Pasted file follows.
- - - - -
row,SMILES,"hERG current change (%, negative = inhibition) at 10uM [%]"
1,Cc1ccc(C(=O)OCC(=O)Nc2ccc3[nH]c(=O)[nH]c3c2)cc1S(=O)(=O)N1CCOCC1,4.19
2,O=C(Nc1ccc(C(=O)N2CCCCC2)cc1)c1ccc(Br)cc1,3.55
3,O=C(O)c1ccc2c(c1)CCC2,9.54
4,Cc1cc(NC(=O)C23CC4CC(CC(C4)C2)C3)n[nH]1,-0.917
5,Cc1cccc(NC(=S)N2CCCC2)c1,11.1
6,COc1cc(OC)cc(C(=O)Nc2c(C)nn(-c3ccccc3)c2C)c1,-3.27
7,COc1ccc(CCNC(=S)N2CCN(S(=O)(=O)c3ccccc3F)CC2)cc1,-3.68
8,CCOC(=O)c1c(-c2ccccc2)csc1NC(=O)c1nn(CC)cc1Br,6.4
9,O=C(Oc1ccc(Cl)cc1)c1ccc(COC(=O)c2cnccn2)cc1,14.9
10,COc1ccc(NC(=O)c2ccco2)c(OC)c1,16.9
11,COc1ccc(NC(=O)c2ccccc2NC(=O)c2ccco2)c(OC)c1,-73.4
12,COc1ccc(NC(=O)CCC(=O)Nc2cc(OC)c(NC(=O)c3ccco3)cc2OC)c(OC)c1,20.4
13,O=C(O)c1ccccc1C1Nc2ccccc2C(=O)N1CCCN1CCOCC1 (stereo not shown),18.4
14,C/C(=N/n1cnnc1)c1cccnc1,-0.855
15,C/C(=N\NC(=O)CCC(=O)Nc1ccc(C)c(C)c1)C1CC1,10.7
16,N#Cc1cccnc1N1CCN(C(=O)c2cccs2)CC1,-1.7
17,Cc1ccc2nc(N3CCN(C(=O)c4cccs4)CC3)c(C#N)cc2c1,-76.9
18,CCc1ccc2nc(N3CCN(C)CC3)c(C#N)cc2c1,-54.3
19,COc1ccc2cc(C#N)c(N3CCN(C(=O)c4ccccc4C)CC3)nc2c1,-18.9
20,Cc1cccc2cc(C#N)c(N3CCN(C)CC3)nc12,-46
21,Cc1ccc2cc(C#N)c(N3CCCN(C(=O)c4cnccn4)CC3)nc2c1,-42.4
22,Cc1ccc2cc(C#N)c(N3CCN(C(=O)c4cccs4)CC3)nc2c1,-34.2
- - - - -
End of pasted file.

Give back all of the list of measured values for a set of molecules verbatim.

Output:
row,SMILES,"hERG current change (%, negative = inhibition) at 10uM [%]"
1,Cc1ccc(C(=O)OCC(=O)Nc2ccc3[nH]c(=O)[nH]c3c2)cc1S(=O)(=O)N1CCOCC1,4.19
2,O=C(Nc1ccc(C(=O)N2CCCCC2)cc1)c1ccc(Br)cc1,3.55
3,O=C(O)c1ccc2c(c1)CCC2,9.54
4,Cc1cc(NC(=O)C23CC4CC(CC(C4)C2)C3)n[nH]1,-0.917
5,Cc1cccc(NC(=S)N2CCCC2)c1,11.1
6,COc1cc(OC)cc(C(=O)Nc2c(C)nn(-c3ccccc3)c2C)c1,-3.27
7,COc1ccc(CCNC(=S)N2CCN(S(=O)(=O)c3ccccc3F)CC2)cc1,-3.68
8,CCOC(=O)c1c(-c2ccccc2)csc1NC(=O)c1nn(CC)cc1Br,6.4
9,O=C(Oc1ccc(Cl)cc1)c1ccc(COC(=O)c2cnccn2)cc1,14.9
10,COc1ccc(NC(=O)c2ccco2)c(OC)c1,16.9
11,COc1ccc(NC(=O)c2ccccc2NC(=O)c2ccco2)c(OC)c1,-73.4
12,COc1ccc(NC(=O)CCC(=O)Nc2cc(OC)c(NC(=O)c3ccco3)cc2OC)c(OC)c1,20.4
13,O=C(O)c1ccccc1C1Nc2ccccc2C(=O)N1CCCN1CCOCC1 (stereo not shown),18.4
14,C/C(=N/n1cnnc1)c1cccnc1,-0.855
15,C/C(=N\NC(=O)CCC(=O)Nc1ccc(C)c(C)c1)C1CC1,10.7
16,N#Cc1cccnc1N1CCN(C(=O)c2cccs2)CC1,-1.7
17,Cc1ccc2nc(N3CCN(C(=O)c4cccs4)CC3)c(C#N)cc2c1,-76.9
18,CCc1ccc2nc(N3CCN(C)CC3)c(C#N)cc2c1,-54.3
19,COc1ccc2cc(C#N)c(N3CCN(C(=O)c4ccccc4C)CC3)nc2c1,-18.9
20,Cc1cccc2cc(C#N)c(N3CCN(C)CC3)nc12,-46
21,Cc1ccc2cc(C#N)c(N3CCCN(C(=O)c4cnccn4)CC3)nc2c1,-42.4
22,Cc1ccc2cc(C#N)c(N3CCN(C(=O)c4cccs4)CC3)nc2c1,-34.2